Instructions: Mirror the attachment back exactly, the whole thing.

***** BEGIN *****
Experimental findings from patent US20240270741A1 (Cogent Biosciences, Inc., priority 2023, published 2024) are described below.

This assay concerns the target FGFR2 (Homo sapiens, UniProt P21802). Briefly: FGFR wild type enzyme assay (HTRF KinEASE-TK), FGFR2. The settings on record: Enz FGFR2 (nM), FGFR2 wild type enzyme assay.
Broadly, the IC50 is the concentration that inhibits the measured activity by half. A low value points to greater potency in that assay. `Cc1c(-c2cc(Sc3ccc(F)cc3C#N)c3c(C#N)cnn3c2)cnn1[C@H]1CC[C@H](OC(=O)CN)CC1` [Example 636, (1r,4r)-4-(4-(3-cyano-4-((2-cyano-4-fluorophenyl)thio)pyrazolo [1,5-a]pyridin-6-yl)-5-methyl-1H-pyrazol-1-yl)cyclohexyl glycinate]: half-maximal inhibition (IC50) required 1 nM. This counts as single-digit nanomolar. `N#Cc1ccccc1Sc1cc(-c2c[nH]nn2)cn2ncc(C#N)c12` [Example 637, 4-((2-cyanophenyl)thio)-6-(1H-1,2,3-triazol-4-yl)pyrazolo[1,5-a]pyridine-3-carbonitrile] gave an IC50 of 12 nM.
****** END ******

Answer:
Experimental findings from patent US20240270741A1 (Cogent Biosciences, Inc., priority 2023, published 2024) are described below.

This assay concerns the target FGFR2 (Homo sapiens, UniProt P21802). Briefly: FGFR wild type enzyme assay (HTRF KinEASE-TK), FGFR2. The settings on record: Enz FGFR2 (nM), FGFR2 wild type enzyme assay.
Broadly, the IC50 is the concentration that inhibits the measured activity by half. A low value points to greater potency in that assay. `Cc1c(-c2cc(Sc3ccc(F)cc3C#N)c3c(C#N)cnn3c2)cnn1[C@H]1CC[C@H](OC(=O)CN)CC1` [Example 636, (1r,4r)-4-(4-(3-cyano-4-((2-cyano-4-fluorophenyl)thio)pyrazolo [1,5-a]pyridin-6-yl)-5-methyl-1H-pyrazol-1-yl)cyclohexyl glycinate]: half-maximal inhibition (IC50) required 1 nM. This counts as single-digit nanomolar. `N#Cc1ccccc1Sc1cc(-c2c[nH]nn2)cn2ncc(C#N)c12` [Example 637, 4-((2-cyanophenyl)thio)-6-(1H-1,2,3-triazol-4-yl)pyrazolo[1,5-a]pyridine-3-carbonitrile] gave an IC50 of 12 nM.